Ancestry.com may be the biggest and most well-known genealogy website, but FamilySearch.org is close behind and growing constantly. FamilySearch.org, the free genealogy website from the Church of Jesus Christ of Latter-day Saints, known as the Mormons, was launched on May 24, 1999. One of the top online resources for family historians, it now has more than 3.5 billion names in searchable databases, over 1.2 billion names in family trees and a vast learning center.
FamilySearch.org likely holds answers to at least some of your family tree questions. The trick to finding those answers is learning how to dig through the incredible amount of ancestor information on the free genealogy website. Whether you want advanced search strategies to narrow your results, power tips for finding your family in unindexed records or on microfilm, or want to enhance your online family tree with add-ons, our free e-book 38 FamilySearch Search Tips: Find Free Genealogy Records Online will help you.
What’s Inside Your Free E-book
Download your copy of 38 FamilySearch Search Tips: Find Free Genealogy Records Online for tricks, hints and hacks to unlock new family tree discoveries. This free e-book contains helpful guides to using the genealogy website, including a quick guide from the March/April 2015 issue of Family Tree Magazine.
A free website by a nonprofit arm of the Church of Jesus Christ of Latter-day Saints (the Mormon church), FamilySearch.org has a large, growing collection of records, books, photos and family trees. These include more than 1,500 historical record collections from around the world, and more than 177,000 digitized books. You can search many of these records by name and other details, thanks to FamilySearch’s volunteer indexing program; but some are still awaiting indexing and must be browsed. This genealogical bounty is accessible from tabs at the top of FamilySearch.org.
FamilySearch.org has millions of digitized birth, marriage, death, census and probate records from around the world. Largely thanks to FamilySearch Indexing volunteers, billions of names in those records are searchable. But if you only search the indexed collections on FamilySearch.org, you’ll miss out on valuable genealogy information. In order to make digitized records available as soon as possible, FamilySearch puts unindexed record collections online for browsing. You could wait until those collections are indexed to find your ancestors’ records in them—or follow these steps to find your ancestors’ records now.
Instead of writing to courthouses and driving to libraries with large genealogy collections, there’s an easier, cheaper way to access many genealogical records and books. The Church of Jesus Christ of Latter-day Saints’ (LDS) genealogy arm, FamilySearch, has microfilmed millions of records and books from all over the globe. You can view the microfilms at LDS’ Family History Library (FHL) in Salt Lake City, or rent them through 4,600 branch Family History Centers around the world. Follow these steps to place a microfilm rental order from home.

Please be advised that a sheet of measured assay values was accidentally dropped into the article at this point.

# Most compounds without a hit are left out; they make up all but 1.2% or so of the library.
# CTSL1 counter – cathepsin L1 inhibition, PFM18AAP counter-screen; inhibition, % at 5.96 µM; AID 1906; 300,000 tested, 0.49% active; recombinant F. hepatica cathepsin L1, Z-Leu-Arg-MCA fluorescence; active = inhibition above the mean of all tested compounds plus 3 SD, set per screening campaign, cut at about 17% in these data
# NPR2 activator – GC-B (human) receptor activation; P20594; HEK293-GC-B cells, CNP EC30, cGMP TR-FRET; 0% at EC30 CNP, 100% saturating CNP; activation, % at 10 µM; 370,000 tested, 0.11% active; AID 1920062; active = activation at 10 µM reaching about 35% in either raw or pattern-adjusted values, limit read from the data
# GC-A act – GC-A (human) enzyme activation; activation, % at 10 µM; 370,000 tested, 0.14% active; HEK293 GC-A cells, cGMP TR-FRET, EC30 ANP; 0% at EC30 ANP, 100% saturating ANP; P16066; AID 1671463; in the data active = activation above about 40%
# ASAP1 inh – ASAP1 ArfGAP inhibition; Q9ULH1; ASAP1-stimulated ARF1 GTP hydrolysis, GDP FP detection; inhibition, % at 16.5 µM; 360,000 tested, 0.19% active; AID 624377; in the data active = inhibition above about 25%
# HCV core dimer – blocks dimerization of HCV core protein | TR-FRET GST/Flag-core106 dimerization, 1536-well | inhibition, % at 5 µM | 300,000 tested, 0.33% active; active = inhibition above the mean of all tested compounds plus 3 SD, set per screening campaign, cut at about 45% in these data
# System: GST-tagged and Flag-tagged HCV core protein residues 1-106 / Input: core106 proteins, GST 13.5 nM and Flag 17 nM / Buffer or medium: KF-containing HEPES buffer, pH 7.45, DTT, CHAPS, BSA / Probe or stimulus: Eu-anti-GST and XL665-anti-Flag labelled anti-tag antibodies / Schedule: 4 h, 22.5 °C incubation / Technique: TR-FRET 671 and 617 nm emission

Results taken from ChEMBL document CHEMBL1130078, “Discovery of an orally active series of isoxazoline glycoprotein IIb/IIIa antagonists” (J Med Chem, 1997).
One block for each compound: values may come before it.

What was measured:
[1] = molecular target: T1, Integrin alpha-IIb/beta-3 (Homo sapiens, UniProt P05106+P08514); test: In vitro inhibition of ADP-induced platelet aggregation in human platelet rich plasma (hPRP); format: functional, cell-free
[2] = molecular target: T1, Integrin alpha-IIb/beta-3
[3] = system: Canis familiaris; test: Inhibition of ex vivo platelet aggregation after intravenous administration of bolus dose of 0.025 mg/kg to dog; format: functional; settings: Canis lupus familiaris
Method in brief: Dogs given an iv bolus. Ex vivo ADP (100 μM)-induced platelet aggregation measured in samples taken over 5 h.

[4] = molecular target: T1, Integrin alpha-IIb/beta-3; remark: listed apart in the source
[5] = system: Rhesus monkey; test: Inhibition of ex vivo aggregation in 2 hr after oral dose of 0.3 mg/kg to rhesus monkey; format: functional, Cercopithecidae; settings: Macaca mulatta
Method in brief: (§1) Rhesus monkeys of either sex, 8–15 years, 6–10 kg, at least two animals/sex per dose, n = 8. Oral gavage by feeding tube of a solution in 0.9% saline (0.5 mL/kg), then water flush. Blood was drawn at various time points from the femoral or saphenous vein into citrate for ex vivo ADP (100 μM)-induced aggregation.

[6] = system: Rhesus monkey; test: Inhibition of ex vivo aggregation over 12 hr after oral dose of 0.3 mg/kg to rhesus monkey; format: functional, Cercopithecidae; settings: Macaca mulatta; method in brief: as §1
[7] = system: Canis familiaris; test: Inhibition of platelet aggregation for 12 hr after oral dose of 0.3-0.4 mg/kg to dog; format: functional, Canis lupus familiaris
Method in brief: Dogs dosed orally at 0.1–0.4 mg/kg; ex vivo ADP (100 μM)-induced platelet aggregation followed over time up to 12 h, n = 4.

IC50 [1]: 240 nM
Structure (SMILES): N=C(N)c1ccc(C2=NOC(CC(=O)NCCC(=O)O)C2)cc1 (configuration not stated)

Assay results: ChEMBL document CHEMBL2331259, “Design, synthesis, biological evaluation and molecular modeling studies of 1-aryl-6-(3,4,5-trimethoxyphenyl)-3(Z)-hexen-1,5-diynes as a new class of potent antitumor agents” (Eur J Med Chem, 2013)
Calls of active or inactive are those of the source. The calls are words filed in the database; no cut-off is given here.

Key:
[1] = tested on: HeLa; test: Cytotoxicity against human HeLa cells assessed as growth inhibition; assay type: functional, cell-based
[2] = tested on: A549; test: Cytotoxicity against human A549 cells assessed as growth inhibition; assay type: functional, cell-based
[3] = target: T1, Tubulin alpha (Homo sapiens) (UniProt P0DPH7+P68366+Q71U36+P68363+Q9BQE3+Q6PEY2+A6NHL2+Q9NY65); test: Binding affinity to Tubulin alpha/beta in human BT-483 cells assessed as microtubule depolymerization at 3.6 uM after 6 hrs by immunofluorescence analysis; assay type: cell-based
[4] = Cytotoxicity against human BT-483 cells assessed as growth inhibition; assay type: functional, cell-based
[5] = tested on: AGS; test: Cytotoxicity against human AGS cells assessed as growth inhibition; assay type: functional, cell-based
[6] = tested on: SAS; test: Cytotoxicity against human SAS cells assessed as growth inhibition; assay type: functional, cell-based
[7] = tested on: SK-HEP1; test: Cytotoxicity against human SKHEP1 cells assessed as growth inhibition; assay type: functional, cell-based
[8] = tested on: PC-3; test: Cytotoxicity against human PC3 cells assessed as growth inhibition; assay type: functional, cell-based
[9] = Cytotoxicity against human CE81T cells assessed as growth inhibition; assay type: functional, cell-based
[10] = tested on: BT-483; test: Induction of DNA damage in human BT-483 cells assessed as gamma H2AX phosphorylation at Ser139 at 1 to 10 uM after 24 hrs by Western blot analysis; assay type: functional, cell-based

The free FamilySearch Family Tree sets itself apart from other online family tree collections in a couple of ways: First, it maintains a single record for each person, avoiding the massive duplication in most other family tree databases. Second, a growing list of third-party add-ons expands Family Tree’s functionality. This overview describes add-ons ranging from research tools to shortcuts for sharing family history.
8 Hints and Hacks for Searching FamilySearch.org
- You can use wildcards when searching Historical Records and Family Trees. An asterisk stands for any number of letters and a question mark stands for one letter.
- The old version of FamilySearch let you narrow your search to a country, US state or a region of a foreign country. The new version of the website lets you search on any word in a place name, including counties, cities, towns, townships and parishes.
- Historical Records matches automatically include similar name spellings. Click Advanced Search to search on exact name spellings, to search on a specific event (birth, marriage, residence, death) and to add a spouse’s name or parents’ names to your target person.
- Use the filters (located on the left side of your screen) to narrow your Historical Records search results by category, such as Census & Lists, place or date.
- If a book or record collection is online, the library catalog now has links to the digital materials.
- Because FamilySearch catalogs records by the locality that kept them, your best bet for finding relevant microfilmed records is often a place search (select “place-names” from the drop-down menu). Type in your ancestor’s county and state or parish and country to see what’s available.
- An author search turns up records created by a particular government agency as well as books by a specific person. Enter immigration naturalization service into the Last or Corporate Name field to see the FHL’s holdings of US passenger list microfilm.
- Use the keyword search as a catch-all option, especially when other searches strike out. This type of search finds a term anywhere in the catalog listing, not just the author, title or other specific field.
You’ll find many more hints like these and step-by-step guidance to make the most of this genealogy website in the free 38 FamilySearch Search Tips: Find Free Genealogy Records Online e-book. Claim your copy today!
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